And I think with late night…the studios pushed really hard to say, “we want guest writers. We want to bring in a trial writer.” In late night, you get hired 13 weeks at a time. That's how we live, 13 weeks at a time. Every 13 weeks, they can let you go. You're on a long term contract. But every 13 weeks, every three months, they can just say, “no, you're gone and you're fired.” And so that's the insecurity we live with. And not only did they push back on us and say, “well, we want to pay you guys a day rate, we would rather just pay you by the day, they also said, we want to institute a trial writer program where you only get hired a week at a time up to six weeks.”
What do you think the anxieties of a Black writer or actor are at the moment, compared to the rest of the union?
I have opposite answers because I think we understand we have so much more to lose if we lose this fight. If it becomes a smaller industry for just superhero showrunners and their one or two friends, then we are totally screwed. We cannot survive in an industry where you have to be a big name super showrunner, or someone that is equal to them to get to write TV. We won't get to be in that system. So we know that we can't afford to lose it. So I think that there's anxiety there. I remember talking to people when we first started picketing, talking to these white people —some of whom I care about a lot —but white people who were worried about picketing, worried about coming out publicly, demonstrating, worried about how it was going to go with the police. And I could only say, “My man, if you were in these streets in 2020, this is so much nicer. These pickets are so much more calm, I am not stressed at all. When we were in the streets in Midtown, without a permit, just shutting shit down, that was tense. This is not tense. This is so chill.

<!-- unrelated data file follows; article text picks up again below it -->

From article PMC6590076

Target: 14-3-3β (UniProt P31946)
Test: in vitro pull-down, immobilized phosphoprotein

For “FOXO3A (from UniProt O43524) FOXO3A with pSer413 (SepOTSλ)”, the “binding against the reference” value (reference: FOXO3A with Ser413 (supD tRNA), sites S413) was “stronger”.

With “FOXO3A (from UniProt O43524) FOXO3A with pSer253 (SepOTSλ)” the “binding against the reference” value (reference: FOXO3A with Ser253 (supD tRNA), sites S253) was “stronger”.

I think people are catching up and getting on board, but I think for people of color, it's like, yeah, protest is part of life, so there's not added stress. This is business as usual. We have to fight to be able to vote. We have to fight to be able to be people. We have to fight to be able to have our history taught in school. We have to fight for a fair wage. It's another fight, man. We've been doing this all our lives.
What do you think is the end game here?
I think we're going to win. I think it's going to take a while. If I thought we were going to half win, if I thought it was going to be whatever, then I would say that. But no, I think we are. And I think when we do win, I think it's not just about us, the actors winning and us winning, the Associated Federation of Musicians winning, all of this, this labor movement, winning serves as a reset of the relationship between labor and corporations in a way that I think will be good for all Black people. Because, again, it's kind of the thing you always run into in these systems, they're not afraid enough of us. And I don't mean that in terms of a physical, violent threat. I mean, they are not afraid enough that we will take our labor away and we will shut the economy down, and we will shut their industries down, and that will drive their stock prices down, and that we will do it even though it's hard for us.
My wife is a flight attendant for American Airlines. They're taking a strike authorization vote starting tomorrow. They've been negotiating for four years. I think that there is a big movement of people who are like, this system is too broken. It's time to reset it. I think for a lot of Black people, there should be a little bit of a sense of relief that everyone else is catching up to us because we've been saying for 400 years, “Hey, time to start doing system resets.” And they do a little stutter step. And the last one that they did was in 1968, and then they all patted themselves on the back and said it was done. Well, OK, it's 50 years later. Let's go. Let's do a better one.
Do you think that there's been a contrast in that day to day [on the picket line] between the Black writers and white writers or actors?
No. I think the thing that's been so great in this is that in a world where we’re writing so many different kinds of shows for so many different kinds of people, this has been an incredibly unifying experience. Where you step onto any picket line, anywhere, you pick up a Writer's Guild sign, you pick up a Writer's Guild hat, you put on a button, and nobody's asking any questions past “Are you a writer? And do you want a fair wage?” I love that. That it has truly been like we are all in it together.